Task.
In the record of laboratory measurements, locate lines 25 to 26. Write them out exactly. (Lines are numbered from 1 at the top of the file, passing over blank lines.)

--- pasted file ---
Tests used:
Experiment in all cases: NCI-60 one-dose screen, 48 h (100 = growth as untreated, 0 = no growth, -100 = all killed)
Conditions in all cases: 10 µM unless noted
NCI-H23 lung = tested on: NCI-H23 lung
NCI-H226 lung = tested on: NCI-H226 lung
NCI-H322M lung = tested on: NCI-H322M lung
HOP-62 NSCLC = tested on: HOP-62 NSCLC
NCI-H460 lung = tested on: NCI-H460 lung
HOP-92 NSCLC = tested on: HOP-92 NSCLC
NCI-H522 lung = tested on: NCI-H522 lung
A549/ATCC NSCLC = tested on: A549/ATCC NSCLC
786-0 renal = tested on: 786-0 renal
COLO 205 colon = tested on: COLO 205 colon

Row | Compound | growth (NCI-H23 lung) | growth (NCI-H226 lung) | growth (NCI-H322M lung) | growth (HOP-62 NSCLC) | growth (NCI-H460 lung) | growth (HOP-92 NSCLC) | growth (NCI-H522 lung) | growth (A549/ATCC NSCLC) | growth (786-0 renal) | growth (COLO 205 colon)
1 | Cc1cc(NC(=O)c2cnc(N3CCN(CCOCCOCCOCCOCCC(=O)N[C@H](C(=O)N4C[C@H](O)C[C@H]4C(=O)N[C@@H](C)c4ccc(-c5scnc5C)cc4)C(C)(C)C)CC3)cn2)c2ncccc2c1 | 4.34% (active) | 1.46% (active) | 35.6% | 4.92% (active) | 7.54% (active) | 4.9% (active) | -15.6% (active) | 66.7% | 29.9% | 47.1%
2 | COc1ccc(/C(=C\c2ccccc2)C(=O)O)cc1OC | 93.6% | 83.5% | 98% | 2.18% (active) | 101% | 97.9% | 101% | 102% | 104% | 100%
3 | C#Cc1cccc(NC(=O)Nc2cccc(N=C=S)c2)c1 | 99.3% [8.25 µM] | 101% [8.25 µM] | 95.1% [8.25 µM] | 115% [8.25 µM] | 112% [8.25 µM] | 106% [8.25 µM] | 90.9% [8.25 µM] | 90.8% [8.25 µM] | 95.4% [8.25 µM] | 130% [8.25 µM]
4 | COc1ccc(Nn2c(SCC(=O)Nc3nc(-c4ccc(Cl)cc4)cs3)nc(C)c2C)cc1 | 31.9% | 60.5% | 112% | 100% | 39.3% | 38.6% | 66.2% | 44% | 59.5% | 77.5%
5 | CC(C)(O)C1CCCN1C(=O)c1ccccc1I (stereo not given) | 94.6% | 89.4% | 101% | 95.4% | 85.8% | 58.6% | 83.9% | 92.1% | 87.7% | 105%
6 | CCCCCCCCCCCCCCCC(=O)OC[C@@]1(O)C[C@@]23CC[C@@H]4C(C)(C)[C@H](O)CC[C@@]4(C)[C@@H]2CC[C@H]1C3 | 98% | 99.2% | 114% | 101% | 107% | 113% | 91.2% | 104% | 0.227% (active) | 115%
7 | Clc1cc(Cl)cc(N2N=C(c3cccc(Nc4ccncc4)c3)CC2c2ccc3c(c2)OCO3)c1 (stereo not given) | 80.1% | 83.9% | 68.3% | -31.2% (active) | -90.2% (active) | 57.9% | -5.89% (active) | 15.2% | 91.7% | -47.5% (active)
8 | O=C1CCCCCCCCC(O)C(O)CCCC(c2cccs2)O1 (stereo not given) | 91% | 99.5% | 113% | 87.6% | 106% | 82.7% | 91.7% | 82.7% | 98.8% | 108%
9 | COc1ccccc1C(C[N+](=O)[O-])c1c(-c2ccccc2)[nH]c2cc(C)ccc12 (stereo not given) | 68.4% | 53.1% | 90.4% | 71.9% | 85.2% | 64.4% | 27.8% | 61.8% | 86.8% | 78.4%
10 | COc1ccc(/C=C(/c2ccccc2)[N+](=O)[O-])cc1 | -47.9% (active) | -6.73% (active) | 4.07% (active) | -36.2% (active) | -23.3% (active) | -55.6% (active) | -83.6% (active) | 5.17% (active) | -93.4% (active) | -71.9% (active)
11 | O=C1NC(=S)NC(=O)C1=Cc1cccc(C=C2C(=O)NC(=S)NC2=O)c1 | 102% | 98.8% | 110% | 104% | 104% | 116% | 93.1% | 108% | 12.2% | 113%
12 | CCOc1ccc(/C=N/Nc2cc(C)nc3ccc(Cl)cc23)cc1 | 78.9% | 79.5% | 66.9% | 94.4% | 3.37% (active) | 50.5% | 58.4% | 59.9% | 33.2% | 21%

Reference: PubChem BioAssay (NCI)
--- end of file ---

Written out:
11 | O=C1NC(=S)NC(=O)C1=Cc1cccc(C=C2C(=O)NC(=S)NC2=O)c1 | 102% | 98.8% | 110% | 104% | 104% | 116% | 93.1% | 108% | 12.2% | 113%
12 | CCOc1ccc(/C=N/Nc2cc(C)nc3ccc(Cl)cc23)cc1 | 78.9% | 79.5% | 66.9% | 94.4% | 3.37% (active) | 50.5% | 58.4% | 59.9% | 33.2% | 21%